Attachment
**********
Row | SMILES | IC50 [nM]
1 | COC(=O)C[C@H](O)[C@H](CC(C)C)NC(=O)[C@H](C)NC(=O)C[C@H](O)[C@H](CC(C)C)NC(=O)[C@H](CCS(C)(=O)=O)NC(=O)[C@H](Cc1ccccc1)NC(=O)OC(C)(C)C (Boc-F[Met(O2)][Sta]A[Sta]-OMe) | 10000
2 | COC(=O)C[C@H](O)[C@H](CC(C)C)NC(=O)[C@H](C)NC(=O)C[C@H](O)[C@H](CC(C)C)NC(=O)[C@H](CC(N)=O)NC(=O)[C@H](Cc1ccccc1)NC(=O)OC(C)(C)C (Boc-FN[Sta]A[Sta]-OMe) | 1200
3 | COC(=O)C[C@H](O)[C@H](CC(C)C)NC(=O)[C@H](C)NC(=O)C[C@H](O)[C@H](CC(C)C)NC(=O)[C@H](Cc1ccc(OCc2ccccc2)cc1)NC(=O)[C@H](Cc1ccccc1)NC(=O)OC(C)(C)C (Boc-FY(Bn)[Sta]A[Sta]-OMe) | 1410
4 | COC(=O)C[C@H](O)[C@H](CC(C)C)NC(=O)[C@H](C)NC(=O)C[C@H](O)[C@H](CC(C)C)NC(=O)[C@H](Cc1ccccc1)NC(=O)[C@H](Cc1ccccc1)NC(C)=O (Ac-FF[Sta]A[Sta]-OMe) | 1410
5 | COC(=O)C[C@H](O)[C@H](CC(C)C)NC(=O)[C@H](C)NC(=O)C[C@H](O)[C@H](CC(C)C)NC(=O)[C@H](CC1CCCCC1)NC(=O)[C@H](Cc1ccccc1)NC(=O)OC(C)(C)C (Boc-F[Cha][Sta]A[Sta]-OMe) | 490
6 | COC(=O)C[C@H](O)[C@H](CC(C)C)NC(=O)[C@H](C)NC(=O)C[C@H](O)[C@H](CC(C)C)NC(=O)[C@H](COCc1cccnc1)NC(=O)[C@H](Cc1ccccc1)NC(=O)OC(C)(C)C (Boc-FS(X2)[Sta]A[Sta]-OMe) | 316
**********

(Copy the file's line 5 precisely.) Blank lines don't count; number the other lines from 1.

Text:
4 | COC(=O)C[C@H](O)[C@H](CC(C)C)NC(=O)[C@H](C)NC(=O)C[C@H](O)[C@H](CC(C)C)NC(=O)[C@H](Cc1ccccc1)NC(=O)[C@H](Cc1ccccc1)NC(C)=O (Ac-FF[Sta]A[Sta]-OMe) | 1410